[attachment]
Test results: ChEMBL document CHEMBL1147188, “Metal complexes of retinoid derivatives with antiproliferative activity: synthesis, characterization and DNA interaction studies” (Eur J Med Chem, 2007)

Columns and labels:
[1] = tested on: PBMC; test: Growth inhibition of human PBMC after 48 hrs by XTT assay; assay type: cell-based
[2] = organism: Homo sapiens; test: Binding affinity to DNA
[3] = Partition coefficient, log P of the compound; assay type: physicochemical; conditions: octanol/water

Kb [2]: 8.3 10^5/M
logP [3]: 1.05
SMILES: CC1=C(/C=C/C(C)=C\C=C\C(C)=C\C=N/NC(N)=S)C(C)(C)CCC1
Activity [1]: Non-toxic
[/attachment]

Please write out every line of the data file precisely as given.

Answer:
Test results: ChEMBL document CHEMBL1147188, “Metal complexes of retinoid derivatives with antiproliferative activity: synthesis, characterization and DNA interaction studies” (Eur J Med Chem, 2007)

Columns and labels:
[1] = tested on: PBMC; test: Growth inhibition of human PBMC after 48 hrs by XTT assay; assay type: cell-based
[2] = organism: Homo sapiens; test: Binding affinity to DNA
[3] = Partition coefficient, log P of the compound; assay type: physicochemical; conditions: octanol/water

Kb [2]: 8.3 10^5/M
logP [3]: 1.05
SMILES: CC1=C(/C=C/C(C)=C\C=C\C(C)=C\C=N/NC(N)=S)C(C)(C)CCC1
Activity [1]: Non-toxic